IP Address to AS Number Lookup

Objective: Perform BGP AS (Autonomous System) number lookup based on IP address using traceroute or whois.

If you have used the traceroute utility on Linux or Mac, then you might have realised that there is an option to perform AS number lookups. This can be done using the ‘-A‘ option on Linux and the ‘-a‘ option on a Mac. If your traceroute utility does not have the AS number lookup feature, then you can instead perform a whois query to extract the AS number – not that difficult, but just a bit more tedious.

AS Number Lookup Using Traceroute

So, let’s say we want to get the AS number for one of Google’s public DNS IP addresses – 8.8.8.8. On Linux, we can run traceroute using the below syntax to get the AS number.

$ traceroute -A 8.8.8.8 | tail -n 1
 8  google-public-dns-a.google.com (8.8.8.8) [AS19905]  5.215 ms  3.641 ms  4.444 ms

Do you see AS19905 (inside square brackets) next to the IP address of 8.8.8.8? That is the AS number for IP 8.8.8.8.

AS Number Lookup Using Whois

I did a bit of reverse engineering on how traceroute perform AS number lookups by analysing the source code as well as looking at tcpdump traces. traceroute basically does a whois lookup at whois.radb.net with the IP address to determine the AS numbers. So, that’s what we are going to do – perform AS number lookup using the whois utility.

To determine the AS number for 8.8.8.8 using RADB whois server, we have to run whois using the below syntax and grep for route and origin.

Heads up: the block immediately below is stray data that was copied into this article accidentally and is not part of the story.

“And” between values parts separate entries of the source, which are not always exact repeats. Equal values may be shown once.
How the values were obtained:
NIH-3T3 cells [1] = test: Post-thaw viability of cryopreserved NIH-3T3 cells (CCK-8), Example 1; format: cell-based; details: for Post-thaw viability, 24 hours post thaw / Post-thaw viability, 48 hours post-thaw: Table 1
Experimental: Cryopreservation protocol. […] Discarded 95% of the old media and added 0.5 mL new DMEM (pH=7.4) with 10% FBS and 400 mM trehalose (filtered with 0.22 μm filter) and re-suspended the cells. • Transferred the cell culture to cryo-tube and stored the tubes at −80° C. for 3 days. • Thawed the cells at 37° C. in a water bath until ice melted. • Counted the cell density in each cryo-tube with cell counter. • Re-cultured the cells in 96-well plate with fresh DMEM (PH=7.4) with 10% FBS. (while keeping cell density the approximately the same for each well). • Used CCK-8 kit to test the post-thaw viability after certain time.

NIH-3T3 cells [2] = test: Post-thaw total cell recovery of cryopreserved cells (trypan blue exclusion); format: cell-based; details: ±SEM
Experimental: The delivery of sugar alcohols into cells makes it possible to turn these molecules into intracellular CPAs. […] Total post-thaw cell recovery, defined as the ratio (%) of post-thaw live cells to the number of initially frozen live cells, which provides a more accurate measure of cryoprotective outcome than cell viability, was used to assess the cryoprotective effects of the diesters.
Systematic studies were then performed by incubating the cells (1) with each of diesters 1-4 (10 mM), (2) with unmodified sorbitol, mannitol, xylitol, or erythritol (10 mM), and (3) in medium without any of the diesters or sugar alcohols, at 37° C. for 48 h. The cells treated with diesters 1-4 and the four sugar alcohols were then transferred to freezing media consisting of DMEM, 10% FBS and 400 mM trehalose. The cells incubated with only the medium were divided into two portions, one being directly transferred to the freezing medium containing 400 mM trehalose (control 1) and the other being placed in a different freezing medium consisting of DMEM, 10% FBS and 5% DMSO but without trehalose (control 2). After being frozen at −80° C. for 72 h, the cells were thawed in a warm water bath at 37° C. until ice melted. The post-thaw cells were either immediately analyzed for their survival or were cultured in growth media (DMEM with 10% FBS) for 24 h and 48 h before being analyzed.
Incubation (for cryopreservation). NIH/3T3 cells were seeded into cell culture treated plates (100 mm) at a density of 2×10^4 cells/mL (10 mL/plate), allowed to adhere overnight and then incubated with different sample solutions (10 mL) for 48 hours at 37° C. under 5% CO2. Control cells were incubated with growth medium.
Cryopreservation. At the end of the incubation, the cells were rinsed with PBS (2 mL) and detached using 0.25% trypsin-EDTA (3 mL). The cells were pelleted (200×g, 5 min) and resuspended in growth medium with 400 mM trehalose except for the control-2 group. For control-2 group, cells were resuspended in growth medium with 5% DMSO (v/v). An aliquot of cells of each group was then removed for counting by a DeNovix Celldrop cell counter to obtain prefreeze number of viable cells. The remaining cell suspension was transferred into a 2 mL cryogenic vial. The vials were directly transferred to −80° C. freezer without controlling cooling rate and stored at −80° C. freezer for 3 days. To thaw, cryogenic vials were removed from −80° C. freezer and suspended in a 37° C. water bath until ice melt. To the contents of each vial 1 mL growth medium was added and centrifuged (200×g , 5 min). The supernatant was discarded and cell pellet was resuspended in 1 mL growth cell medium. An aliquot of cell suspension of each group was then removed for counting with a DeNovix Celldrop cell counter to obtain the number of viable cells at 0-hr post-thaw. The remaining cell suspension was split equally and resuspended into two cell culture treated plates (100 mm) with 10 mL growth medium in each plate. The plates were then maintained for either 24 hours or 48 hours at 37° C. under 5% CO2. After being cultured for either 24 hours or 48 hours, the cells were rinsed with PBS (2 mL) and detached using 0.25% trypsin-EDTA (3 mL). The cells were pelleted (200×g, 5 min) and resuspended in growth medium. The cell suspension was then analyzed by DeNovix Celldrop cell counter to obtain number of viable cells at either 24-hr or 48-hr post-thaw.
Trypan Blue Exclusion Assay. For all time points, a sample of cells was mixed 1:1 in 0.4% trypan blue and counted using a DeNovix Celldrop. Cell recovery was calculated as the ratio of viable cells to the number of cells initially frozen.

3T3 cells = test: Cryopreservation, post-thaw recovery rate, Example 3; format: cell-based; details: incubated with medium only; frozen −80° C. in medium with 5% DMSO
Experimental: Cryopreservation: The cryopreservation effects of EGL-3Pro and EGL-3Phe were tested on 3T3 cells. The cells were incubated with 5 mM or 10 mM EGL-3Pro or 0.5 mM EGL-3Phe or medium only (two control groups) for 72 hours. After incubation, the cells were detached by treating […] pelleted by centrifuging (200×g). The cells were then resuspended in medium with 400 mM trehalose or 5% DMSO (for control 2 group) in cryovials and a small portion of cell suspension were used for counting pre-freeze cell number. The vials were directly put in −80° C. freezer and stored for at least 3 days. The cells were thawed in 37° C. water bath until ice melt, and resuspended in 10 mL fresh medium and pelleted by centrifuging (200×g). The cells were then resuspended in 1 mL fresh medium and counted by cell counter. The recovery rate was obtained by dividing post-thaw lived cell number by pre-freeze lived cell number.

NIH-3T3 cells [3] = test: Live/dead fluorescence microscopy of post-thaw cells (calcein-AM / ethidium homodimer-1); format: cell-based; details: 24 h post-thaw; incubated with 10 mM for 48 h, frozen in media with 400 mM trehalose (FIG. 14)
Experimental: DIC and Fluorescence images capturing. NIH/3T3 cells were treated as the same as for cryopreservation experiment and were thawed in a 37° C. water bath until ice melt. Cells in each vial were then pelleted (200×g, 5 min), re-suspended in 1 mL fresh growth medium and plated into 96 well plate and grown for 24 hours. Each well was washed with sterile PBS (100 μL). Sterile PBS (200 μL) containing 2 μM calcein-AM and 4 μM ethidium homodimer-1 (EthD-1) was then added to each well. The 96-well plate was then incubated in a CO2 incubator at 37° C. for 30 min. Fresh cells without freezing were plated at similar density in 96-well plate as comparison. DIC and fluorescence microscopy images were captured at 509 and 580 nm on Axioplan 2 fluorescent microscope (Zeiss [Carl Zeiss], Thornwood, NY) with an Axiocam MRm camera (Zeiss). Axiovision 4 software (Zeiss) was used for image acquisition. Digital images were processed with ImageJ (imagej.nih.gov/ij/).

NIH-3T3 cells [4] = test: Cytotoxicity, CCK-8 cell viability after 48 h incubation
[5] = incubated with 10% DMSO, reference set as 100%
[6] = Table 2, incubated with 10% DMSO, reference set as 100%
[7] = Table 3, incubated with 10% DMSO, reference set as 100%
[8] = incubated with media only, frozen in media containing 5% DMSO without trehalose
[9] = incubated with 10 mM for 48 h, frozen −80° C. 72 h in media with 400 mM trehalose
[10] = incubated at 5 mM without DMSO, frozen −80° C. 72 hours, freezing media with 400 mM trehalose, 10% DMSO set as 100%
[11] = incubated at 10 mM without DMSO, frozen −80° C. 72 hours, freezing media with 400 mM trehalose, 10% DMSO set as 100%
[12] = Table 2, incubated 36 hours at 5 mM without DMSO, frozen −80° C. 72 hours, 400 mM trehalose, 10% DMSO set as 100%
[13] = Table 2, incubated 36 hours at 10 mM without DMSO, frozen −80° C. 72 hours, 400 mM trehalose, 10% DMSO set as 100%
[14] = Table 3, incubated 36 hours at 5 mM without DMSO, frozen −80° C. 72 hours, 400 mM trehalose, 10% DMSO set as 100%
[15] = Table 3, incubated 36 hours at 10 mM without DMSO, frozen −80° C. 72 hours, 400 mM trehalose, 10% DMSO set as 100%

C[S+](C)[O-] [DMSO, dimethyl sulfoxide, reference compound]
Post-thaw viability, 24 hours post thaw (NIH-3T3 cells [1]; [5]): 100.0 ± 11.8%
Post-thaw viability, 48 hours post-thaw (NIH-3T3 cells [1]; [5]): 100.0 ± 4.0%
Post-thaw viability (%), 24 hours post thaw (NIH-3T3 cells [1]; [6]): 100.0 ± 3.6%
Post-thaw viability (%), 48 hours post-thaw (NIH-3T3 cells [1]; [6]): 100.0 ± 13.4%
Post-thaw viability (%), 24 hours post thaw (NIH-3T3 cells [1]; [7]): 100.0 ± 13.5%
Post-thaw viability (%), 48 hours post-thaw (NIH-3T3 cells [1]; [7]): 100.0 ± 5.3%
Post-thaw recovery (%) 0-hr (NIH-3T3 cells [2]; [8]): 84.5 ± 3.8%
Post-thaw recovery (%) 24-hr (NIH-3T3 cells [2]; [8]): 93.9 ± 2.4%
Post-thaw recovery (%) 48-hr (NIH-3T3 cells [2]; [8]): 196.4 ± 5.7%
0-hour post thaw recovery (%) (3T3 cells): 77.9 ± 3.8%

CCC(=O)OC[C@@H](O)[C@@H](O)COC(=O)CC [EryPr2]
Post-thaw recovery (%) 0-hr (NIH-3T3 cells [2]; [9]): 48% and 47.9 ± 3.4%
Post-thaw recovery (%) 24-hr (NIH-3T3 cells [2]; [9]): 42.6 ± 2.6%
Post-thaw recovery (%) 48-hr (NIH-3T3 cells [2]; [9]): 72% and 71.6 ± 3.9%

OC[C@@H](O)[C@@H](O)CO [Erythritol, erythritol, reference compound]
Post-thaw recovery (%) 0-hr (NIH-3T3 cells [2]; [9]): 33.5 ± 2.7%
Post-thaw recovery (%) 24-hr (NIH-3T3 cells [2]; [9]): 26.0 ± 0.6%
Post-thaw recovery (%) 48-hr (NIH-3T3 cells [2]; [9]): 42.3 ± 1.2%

$ whois -h whois.radb.net 8.8.8.8 | grep -e '^route' -e '^origin'
route:      8.8.8.8/32
origin:     AS19905
route:      8.0.0.0/9
origin:     AS3356
route:      8.8.8.0/24
origin:     AS9498

We can see that there are multiple routes and origins (AS numbers) returned for IP 8.8.8.8. But the traceroute utility only gave AS19905 as the output.

It made a bit more sense after analysing the source code of the traceroute program. Only the AS number with the best route prefix is selected. So, in the example above, the route 8.8.8.8/32 has the best route prefix (the bigger the better) of 32 and therefore only the corresponding AS number for that route, AS19905, is printed out.

If two routes share the same best route prefix, traceroute will print the AS numbers for both the routes.

I have also recently got to know that Team Cymru also provide an IP to ASN lookup using their whois service. Their whois server is whois.cymru.com. To make a ASN lookup for 8.8.8.8 with Team Cymru whois server, use the following syntax.

$ whois -h whois.cymru.com 8.8.8.8
AS      | IP               | AS Name
15169   | 8.8.8.8          | GOOGLE - Google Inc.,US

Do note that the results of the ASN lookup is different for RADB and Cymru. RADB is giving AS19905, while Cymru is giving AS15169. When you get different results, googling might be required to determine the correct AS number. Alternatively, use the corresponding IPv6 address and see which AS has a better match. I did an IP to ASN lookup for 2001:4860:4860::8888, Google’s public DNS IPv6 address using both RADB and Cymru and I got AS15169. So, in this case, I will assume that AS15169 is the correct AS as it looks like a better match.

ibrahim = { interested_in(unix, linux, android, open_source, reverse_engineering); coding(c, shell, php, python, java, javascript, nodejs, react, vuejs); plays_on(xbox, ps4); linux_desktop_user(true); }